Monday, November 28, 2011

Improving Maternal & Neonatal Health

More than 98 percent of maternal and neonatal deaths occur in low-resource settings. Strategies to reduce maternal and neonatal deaths are needed to improve access and care especially in home and community settings where over half of the more than 60 million births occur each year.

Delivering innovative technologies across the continuum of care including technologies for frontline workers to use not only in homes and communities but also in first level clinics may significantly improve pregnancy outcomes. However, no quantitative process currently exists to evaluate and prioritize technology development options based on the potential to save lives in low resource settings.

To address the problem, the Bill and Melinda Gates Foundation issued a new grant program to address “Grand Challenges in Global Health”. The grant program in partnership with the “Global Alliance to Prevent Prematurity and Stillbirth” (GAPPS) is seeking letters of inquiry starting in November with final letters of inquiry due January 31, 2012. For more information on this new grant program, go to

This initiative is hoping that the scientific knowledge on the causes and mechanisms important to preterm birth in developing countries would lead to low-cost novel technologies to address the problem

In another grant project to improve maternal and neonatal healthcare in low-resource countries, RTI International developed a web-based tool to objectively assess the impact of new medical technologies on maternal, fetal, and neonatal mortality. The assessment tool “Maternal and Neonatal Directed Assessment of Technology” or referred to as MANDATE is also being developed with funding from the Bill & Melinda Gates Foundation.

By calculating the potential number of maternal and neonatal lives saved, the tool allows users to identify and compare the potential impact of a technology. Users may adjust variables related to a technology’s availability, appropriate use, and efficacy to determine how a technology might be improved to have the greatest impact.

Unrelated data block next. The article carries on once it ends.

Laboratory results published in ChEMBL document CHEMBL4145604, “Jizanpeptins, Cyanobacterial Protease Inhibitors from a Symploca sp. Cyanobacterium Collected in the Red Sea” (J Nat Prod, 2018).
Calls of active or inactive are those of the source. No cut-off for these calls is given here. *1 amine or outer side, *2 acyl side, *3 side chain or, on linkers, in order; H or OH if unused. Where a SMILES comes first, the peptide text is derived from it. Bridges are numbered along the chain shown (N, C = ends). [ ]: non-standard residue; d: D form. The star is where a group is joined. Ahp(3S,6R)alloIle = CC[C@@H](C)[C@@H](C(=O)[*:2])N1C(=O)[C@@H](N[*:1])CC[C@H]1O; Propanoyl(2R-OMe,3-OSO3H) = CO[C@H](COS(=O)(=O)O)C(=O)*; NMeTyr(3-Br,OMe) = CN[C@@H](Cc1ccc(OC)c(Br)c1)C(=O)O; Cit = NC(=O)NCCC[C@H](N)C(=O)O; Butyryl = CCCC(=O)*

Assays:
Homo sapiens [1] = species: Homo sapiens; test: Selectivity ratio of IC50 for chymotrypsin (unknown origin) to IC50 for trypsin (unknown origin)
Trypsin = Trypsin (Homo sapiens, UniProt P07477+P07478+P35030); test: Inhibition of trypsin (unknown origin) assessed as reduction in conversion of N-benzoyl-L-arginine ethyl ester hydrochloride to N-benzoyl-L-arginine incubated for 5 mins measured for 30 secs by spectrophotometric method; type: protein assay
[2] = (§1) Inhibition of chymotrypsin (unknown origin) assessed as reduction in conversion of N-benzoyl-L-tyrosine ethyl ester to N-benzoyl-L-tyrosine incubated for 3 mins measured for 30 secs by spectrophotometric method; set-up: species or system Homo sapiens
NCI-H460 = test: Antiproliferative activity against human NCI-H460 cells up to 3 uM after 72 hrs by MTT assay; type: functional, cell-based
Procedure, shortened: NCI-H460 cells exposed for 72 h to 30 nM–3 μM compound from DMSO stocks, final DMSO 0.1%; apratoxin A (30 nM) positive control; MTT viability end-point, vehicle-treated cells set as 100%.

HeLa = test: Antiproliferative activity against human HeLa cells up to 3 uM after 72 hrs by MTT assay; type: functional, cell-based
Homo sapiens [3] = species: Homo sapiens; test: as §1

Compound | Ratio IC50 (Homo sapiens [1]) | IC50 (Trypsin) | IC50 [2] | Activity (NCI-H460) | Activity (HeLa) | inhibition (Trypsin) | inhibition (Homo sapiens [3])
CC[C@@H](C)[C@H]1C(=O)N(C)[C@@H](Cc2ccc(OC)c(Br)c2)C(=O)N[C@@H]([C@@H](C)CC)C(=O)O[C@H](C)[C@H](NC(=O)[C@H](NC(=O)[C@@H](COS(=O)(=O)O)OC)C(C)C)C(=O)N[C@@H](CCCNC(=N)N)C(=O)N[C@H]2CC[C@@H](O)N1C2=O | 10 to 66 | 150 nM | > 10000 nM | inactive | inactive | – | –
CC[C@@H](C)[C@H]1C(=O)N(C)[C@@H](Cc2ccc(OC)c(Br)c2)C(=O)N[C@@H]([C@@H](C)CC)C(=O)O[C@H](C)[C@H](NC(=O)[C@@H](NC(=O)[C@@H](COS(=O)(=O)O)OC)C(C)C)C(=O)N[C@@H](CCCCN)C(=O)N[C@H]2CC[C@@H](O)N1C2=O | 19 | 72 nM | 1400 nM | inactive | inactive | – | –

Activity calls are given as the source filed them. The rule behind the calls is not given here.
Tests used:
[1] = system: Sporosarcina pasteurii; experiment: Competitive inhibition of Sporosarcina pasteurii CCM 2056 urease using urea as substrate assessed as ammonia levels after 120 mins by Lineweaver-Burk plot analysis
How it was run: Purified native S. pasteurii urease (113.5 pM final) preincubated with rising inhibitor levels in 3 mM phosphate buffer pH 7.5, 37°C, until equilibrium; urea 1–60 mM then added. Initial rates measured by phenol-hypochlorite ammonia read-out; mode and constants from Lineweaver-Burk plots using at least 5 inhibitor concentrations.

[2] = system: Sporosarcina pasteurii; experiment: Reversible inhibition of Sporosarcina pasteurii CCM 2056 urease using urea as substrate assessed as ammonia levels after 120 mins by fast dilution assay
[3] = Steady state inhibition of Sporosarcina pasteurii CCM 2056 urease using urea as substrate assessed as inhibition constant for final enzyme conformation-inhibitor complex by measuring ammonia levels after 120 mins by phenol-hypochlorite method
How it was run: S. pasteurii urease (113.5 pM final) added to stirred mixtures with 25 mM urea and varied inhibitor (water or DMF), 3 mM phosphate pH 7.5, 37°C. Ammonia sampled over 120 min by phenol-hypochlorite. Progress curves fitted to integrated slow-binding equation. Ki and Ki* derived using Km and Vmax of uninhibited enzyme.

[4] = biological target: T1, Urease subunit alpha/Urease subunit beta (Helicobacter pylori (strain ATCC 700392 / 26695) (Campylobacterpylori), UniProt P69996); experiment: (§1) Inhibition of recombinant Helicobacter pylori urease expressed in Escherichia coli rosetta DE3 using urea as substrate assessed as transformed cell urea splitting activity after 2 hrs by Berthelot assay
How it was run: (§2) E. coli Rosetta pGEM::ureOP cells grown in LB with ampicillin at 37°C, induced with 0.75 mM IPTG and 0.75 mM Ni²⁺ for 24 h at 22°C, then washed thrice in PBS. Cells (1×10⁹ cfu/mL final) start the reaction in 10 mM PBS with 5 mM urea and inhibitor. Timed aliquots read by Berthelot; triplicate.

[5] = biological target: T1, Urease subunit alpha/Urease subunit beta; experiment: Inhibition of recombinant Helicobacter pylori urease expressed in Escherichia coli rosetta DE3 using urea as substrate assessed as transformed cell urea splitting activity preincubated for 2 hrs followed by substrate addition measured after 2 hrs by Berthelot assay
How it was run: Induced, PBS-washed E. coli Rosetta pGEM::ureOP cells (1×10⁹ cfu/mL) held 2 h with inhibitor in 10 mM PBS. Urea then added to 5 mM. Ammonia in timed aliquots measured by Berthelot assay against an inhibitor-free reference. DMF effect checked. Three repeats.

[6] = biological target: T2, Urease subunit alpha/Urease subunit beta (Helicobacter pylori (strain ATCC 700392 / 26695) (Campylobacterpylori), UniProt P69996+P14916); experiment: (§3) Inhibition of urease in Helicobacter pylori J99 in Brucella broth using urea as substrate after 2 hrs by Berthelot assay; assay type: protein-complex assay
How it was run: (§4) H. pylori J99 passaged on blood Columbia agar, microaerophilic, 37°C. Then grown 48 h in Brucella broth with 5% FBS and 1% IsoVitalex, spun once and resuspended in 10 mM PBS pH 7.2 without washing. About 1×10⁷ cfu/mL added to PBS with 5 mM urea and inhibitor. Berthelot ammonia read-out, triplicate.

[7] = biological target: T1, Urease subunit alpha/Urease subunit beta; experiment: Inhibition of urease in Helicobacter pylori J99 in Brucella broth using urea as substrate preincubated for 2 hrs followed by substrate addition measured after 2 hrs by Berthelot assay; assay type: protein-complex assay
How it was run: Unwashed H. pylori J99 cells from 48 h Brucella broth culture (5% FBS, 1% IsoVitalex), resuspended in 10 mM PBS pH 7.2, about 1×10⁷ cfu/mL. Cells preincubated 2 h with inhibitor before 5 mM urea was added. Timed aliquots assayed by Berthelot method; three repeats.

Once the variables are set by the user, MANDATE can determine the technology’s potential impact by patient category, medical condition and healthcare settings in sub-Saharan Africa and South Asia, the regions with the highest burden of mortality. The tool will soon be available to the public on the MANDATE website at free of charge.

“Some very good technologies are simply not practical for use in low-resource settings,” said Doris Rouse, PhD, Project Director and Vice President of Global Health Technologies at RTI. “In some cases, innovative, low-tech solutions are more appropriate in these settings. MANDATE enables the user to assess the reduction in maternal and neonatal mortality that might results from a new or improved technology that is more appropriate or effective in specific settings.”

With other grant funding, researchers at Ecole de Technologie Superieure in Canada with funding from the Gates Foundation Grand Challenges Exploration Grants are designing and testing a diagnostic tool using computer acoustical analysis of newborn cries to better detect medical conditions such as asphyxia, hypoglycemia, and infections.

With funding from another Gates Foundation Grand Challenges Exploration grant, researchers of Global Health Partnerships and the University of New Mexico are going to work with care providers in Nepal to evaluate the use and acceptance of inexpensive devices constructed from local materials that works to decrease blood flow to the pelvic organs for treating post-partum hemorrhage, a major cause of maternal morbidity and mortality in the developing world.